The impact of 4IR on global value chains (GVCs) is another interesting route of inquiry. On the one hand, the 4IR’s innovations can improve trade logistics and lower transaction costs, making it cheaper and easier to ‘offshore’ certain aspects of production.7 Conversely, ADP technologies enable increased productivity and capacity utilization at home, undermining the advantages of large-scale production formerly associated with fragmented GVCs. This is already leading to a small but increasing shift towards the ‘backshoring’ of production tasks.8

4IR represents a technological paradigm shift with uncertain consequences in many spheres of life. The opportunities for greater productivity, sustainability, social inclusion and prosperity are compelling, but are contingent on an enabling industrial ecosystem and a supportive policy regime.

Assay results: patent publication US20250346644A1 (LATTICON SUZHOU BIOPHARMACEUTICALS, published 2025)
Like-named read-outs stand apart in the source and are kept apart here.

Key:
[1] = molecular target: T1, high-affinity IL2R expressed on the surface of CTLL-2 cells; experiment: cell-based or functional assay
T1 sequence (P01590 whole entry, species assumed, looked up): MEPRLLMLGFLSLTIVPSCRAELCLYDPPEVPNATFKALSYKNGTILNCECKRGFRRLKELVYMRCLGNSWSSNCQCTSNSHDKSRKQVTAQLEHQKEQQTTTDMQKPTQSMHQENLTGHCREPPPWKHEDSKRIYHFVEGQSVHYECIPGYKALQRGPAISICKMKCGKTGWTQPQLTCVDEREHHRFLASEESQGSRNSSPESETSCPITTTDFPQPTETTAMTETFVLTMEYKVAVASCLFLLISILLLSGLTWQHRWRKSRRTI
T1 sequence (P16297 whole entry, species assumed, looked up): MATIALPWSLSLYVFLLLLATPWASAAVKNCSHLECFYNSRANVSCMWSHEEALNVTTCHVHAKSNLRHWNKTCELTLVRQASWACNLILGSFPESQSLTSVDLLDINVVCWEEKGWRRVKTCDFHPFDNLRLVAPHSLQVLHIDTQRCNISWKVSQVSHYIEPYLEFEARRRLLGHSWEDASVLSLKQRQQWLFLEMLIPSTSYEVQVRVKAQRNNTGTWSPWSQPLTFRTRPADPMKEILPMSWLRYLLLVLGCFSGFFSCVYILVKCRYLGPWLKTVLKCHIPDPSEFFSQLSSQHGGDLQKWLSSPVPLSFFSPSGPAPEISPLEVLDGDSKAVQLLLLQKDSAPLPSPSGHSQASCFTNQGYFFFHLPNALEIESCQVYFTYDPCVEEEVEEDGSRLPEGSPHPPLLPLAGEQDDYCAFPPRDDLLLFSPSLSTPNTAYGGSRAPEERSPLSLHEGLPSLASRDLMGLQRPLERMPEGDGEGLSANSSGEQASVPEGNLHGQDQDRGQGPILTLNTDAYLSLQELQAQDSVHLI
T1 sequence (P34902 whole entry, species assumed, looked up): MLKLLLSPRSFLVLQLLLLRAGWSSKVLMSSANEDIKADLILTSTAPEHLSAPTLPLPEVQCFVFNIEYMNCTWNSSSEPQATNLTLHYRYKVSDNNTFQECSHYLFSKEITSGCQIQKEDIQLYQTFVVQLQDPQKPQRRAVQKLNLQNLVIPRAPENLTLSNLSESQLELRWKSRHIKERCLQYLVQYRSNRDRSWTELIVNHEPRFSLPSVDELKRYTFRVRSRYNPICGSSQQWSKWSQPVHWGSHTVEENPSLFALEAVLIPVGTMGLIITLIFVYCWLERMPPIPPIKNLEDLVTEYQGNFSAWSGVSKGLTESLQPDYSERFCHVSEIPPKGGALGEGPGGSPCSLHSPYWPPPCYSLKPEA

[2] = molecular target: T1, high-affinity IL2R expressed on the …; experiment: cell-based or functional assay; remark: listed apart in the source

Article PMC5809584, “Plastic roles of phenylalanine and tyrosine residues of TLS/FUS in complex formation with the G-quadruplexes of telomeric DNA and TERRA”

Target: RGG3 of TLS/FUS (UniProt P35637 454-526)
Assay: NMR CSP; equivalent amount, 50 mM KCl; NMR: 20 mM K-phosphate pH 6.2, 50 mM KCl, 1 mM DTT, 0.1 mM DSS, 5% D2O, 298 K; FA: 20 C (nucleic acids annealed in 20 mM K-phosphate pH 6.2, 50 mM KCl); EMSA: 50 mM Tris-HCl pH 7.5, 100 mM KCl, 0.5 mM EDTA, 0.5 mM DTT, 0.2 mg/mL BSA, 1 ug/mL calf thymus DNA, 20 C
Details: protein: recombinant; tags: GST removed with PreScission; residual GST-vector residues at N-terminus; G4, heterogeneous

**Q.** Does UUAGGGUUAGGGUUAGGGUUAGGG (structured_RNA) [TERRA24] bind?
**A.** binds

• Alejandro Lavopa is Research and Industrial Policy Officer at the Department of Policy Research and Statistics (PRS) of UNIDO.
  • Michele Delera is a PhD fellow at the United Nations University - Maastricht Economic and Social Research Institute on Innovation and Technology (UNU-MERIT).

Disclaimer: The views expressed in this article are those of the authors based on their experience and on prior research and do not necessarily reflect the views of UNIDO (read more).

References

  1. For an explanation of the most prominent ADP technologies, see the glossary of the Industrial Development Report 2020.
  2. UNIDO. (2020) Industrial Development Report 2020, Brief No. 5: The diffusion of advanced digital production (ADP) technologies: a heterogeneous landscape. Vienna: UNIDO.